Texas Standard For November 11, 2020

It is perhaps fittingly called the case of California versus Texas. At issue: whether the Affordable Care Act will survive. We’ll take a closer look at likely outcomes. At stake in a closely-watched case heard Tuesday by the U.S. Supreme Court: something much bigger than politics, namely health insurance for more than 20 million Americans, protections from denial of coverage due to preexisting conditions and more. How convincing was Texas’ legal case against it? And: A woman in Houston set to make space history with the next moonshot. Also: Are you ready for some football? Texas voters seem to be having second thoughts. Those stories and a whole lot more today on the Texas Standard:

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By Texas StandardNovember 11, 2020 9:30 am

Here’s what’s coming up on Texas Standard for Wednesday, November 11, 2020. Listen on your Texas public radio station, or ask your smart speaker to play Texas Standard. We’ll have full posts for each story, including audio, a little later today.

ACA Arguments

Oral arguments were heard by the U.S. Supreme Court this week on the latest challenges to the Affordable Care Act filed by the Trump Administration. While the justices have yet to rule, the back-and-forth between attorneys and the justices seemed to indicate that the ACA may stand up again to challenge. Rocky Rhodes, a professor of law at South Texas College of Law in Houston, talks to the Standard.

COVID-19 Rate in Texas Prisons is Highest in the Nation

More people confined or working in Texas jails and prisons have contracted or died from COVID-19 than in any other state, according to a report out of the LBJ School of Public Affairs at The University of Texas at Austin. The report was produced as part of the COVID, Corrections, and Oversight Project. Michele Deitch is the project’s director and also a distinguished senior lecturer with the LBJ School.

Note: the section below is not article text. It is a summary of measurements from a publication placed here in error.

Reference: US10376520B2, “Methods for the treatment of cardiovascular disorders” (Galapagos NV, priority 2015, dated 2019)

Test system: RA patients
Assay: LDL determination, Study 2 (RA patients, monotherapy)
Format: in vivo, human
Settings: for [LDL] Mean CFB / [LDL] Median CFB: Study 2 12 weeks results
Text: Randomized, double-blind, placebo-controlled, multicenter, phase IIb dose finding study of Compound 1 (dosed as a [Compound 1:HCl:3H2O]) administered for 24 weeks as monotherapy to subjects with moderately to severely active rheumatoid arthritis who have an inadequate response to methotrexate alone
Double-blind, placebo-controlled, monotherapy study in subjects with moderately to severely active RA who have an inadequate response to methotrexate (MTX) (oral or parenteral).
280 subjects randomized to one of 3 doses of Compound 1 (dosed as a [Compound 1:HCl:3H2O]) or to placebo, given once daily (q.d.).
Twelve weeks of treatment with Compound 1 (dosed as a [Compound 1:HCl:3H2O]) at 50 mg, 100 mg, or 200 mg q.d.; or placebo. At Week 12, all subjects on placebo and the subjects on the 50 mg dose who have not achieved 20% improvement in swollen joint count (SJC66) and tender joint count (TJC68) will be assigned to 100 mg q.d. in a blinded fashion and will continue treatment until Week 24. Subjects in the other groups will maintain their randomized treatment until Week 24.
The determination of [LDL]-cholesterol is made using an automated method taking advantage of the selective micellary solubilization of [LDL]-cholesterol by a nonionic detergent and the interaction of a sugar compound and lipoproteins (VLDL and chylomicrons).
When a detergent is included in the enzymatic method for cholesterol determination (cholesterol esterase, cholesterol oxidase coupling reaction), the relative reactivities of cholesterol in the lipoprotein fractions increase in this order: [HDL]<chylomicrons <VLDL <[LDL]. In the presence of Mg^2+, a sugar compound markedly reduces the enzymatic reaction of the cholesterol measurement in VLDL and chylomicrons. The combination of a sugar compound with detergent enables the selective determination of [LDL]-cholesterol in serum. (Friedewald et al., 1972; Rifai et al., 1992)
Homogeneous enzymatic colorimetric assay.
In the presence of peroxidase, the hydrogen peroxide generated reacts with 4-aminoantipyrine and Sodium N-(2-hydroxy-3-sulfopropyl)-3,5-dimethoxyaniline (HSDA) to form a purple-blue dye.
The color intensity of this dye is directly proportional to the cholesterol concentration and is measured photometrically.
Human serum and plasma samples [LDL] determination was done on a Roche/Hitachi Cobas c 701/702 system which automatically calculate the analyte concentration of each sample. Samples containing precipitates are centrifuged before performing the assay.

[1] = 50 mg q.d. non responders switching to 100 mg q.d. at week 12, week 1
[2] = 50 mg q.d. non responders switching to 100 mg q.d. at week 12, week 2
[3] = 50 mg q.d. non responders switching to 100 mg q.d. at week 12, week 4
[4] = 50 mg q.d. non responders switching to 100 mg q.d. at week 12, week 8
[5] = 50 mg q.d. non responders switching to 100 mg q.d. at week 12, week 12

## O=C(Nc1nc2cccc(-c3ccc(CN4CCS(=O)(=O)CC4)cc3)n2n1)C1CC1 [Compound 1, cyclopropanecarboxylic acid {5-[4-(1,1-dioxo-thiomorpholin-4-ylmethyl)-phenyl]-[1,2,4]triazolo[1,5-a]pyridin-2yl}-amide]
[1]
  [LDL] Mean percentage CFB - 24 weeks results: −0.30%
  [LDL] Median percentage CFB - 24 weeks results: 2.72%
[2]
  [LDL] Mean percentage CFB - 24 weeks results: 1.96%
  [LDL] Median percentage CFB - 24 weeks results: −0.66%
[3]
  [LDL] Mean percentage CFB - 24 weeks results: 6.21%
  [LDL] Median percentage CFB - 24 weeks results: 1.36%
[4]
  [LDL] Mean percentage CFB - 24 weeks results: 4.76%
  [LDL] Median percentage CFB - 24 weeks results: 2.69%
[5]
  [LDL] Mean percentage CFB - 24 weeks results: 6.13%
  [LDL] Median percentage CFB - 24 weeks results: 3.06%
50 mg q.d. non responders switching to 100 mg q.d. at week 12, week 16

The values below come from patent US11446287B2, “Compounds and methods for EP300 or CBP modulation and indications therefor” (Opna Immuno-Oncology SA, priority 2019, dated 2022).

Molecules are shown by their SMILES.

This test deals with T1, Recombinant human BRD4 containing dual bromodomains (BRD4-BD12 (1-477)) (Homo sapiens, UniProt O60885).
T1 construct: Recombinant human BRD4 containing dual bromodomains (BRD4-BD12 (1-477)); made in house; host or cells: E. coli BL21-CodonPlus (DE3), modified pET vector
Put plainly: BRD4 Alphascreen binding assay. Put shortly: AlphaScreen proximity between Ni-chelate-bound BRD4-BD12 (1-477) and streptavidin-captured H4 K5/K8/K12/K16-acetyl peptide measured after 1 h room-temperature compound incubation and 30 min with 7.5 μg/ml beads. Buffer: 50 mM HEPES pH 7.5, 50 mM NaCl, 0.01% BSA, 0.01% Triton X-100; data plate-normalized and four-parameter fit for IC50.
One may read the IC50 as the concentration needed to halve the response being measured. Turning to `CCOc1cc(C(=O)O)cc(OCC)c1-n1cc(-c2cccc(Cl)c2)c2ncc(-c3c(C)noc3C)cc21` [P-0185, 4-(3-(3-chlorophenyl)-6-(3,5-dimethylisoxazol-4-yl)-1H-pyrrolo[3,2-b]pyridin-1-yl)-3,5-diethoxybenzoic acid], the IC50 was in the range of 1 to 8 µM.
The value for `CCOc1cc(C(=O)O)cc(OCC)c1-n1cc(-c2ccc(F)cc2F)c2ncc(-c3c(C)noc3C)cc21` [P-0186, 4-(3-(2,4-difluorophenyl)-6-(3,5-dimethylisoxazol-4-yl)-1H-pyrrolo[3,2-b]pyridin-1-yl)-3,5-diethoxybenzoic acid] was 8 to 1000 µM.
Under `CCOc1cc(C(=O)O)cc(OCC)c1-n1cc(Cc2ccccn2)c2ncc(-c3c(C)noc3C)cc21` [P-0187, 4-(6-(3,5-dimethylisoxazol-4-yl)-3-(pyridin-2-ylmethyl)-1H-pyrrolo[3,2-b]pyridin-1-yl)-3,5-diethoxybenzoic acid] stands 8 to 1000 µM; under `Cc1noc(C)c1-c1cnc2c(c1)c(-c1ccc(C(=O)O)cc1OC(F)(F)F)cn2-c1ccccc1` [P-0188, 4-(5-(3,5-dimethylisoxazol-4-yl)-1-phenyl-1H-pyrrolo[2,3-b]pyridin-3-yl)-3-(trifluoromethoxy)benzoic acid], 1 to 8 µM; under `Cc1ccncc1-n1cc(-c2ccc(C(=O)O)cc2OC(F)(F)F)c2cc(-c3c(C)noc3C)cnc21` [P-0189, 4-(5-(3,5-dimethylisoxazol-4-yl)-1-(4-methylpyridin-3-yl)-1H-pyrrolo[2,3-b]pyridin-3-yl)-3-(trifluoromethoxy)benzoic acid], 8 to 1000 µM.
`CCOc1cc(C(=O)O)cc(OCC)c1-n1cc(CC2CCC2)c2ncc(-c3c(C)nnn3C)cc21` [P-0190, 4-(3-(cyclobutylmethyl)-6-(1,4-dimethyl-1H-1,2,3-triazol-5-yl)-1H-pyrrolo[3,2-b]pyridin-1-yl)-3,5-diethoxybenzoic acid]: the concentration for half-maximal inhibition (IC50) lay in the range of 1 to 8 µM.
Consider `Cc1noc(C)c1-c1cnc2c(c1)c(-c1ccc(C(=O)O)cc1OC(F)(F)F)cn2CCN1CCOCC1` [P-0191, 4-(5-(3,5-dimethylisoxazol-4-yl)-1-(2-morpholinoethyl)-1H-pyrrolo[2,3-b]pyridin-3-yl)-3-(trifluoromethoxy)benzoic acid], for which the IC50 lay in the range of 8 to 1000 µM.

Five Reasons for GOP Victory in North Texas

Republicans retained control of state government in last week’s election. The party’s victory included a strong showing among North Texas state House candidates. KERA’s Bret Jaspers has five reasons for the sound win.

Stadium Bond Trends

Texans love high school football stadiums. Bond elections have supported expensive stadiums in recent years. A $70 million facility in Katy, one for $60 million in Allen and a $48 million stadium in Prosper, are just a few. But if Tuesday’s election is any indication, Texans may be a little more reluctant to shell out major cash for a stadium. Jacob Carpenter, education reporter for the Houston Chronicle talks to the Standard.

NASA Orion Program

Just as the name “Apollo” became synonymous with NASA’s moon landing half a century ago, the name “Orion” will become synonymous with another first: the first women on the moon. NASA’s Catherine Koerner is head of the Orion program and talks to the Texas Standard.

The Sounds of Texas: My Grandpa’s War

Teaching In-Person and Remote Learners

With schools across the state now open to in-person instruction, many Texas teachers are simultaneously teaching students in the classroom and at home. Texas Public Radio’s Camille Phillips tells us the added workload is putting an additional strain on teachers. She takes us to a district in San Antonio where all but a handful of teachers have both in-person and remote students.


All this and Texas News Roundup, plus Social Media Editor Wells Dunbar with the talk of Texas.

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